Conceptual rendering of Mayor Adams vision for Willets Point. New...

Conceptual rendering of Mayor Adams vision for Willets Point. New York City's largest fully affordable housing, a soccer stadium, a hotel, and local retail. (Citi Field appears to the left of the rendering.) Credit: S9 Architecture

When Francisco Moya was elected to the state Assembly in 2010, he and chief of staff Meghan Tadio listed a few significant projects they hoped to accomplish “before we could hang up our hats and call it a day.”

Among the items on that list: Willets Point.

The “Valley of Ashes,” as F. Scott Fitzgerald called that area of Queens, once was home to an ash removal company. Now known as the Iron Triangle, the blighted swath of polluted wasteland until recently was filled with auto shops and torn-up streets.

But in Moya’s eyes, it could be so much more.

“I’ve always had a wonderful imagination of what could be there,” Moya, a Corona native, said this week. “That’s never left my head.”

Now, New York City, in a move Long Island should note, has taken an enormous step, announcing plans for an extensive mixed-use development at Willets Point, including 2,500 units of affordable housing, an elementary school, a hotel and, thanks to a partnership with the New York City Football Club, a privately-financed 25,000-seat soccer stadium.

It’s real — and coming soon. Housing construction could begin next year and Moya, now a City Council member, hopes the soccer stadium might be completed in time for the 2026 World Cup. New York City is slated to be a host city, and the location could be a training venue. Someday, Moya dreams, a young child now playing soccer at Flushing Meadows-Corona Park will wear an NYCFC jersey and compete professionally right next door.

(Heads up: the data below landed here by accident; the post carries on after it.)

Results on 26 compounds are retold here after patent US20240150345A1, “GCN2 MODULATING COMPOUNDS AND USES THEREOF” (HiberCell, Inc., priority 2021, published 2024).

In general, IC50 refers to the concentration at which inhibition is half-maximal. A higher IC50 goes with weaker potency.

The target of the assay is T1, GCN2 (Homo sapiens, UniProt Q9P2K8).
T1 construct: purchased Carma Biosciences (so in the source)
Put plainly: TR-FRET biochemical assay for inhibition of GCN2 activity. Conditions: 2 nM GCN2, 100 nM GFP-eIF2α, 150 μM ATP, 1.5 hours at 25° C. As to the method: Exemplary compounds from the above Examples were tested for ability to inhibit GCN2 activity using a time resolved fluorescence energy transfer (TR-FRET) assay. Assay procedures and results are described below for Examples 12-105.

“The future of what has been described as the Valley of Ashes is a new neighborhood, an economic engine for the borough of Queens, a symbol of what’s possible here,” he said.

That wasn’t always the case. The Willets Point story has been the tale of a large piece of land that for decades had its share of starts and stops, of big plans and dashed hopes. Land where elected officials tried again and again to get development going, without success. Land which faced naysayers and roadblocks at every turn. Land where grand ideas went to die.

Sound familiar?

Just 20 miles away sits another large tract. This one isn’t a valley of ashes, but a sea of asphalt. The property around Nassau Coliseum, too, should become a new neighborhood, a vibrant economic centerpiece. But the Nassau Hub lacks at least one critical element: a powerful, steadfast voice who refuses to give up.

“It took me a long time, but it was worth understanding what worked and what didn’t work in the past to get to this point,” Moya said of Willets Point. “I was never in doubt that we were going to get there. It was just a matter of time — and finding the right partners.”

The right partners — including committed elected officials and real estate developers, a soccer club searching for a home, and an engaged community — all willing to overcome potential problems.

What a web we in this region weave. Years ago, NYCFC sought to build a new stadium at Belmont Park, which ultimately became home to the New York Islanders, who had left Nassau Coliseum behind. Now, the soccer team is turning to Queens — where it really always belonged. And as for Nassau Coliseum?

It still sits, mostly empty, waiting for the right partners and a steadfast voice who won’t give up until a new economic engine for Nassau County rises from that sea of asphalt.

 

n COLUMNIST RANDI F. MARSHALL’S opinions are her own.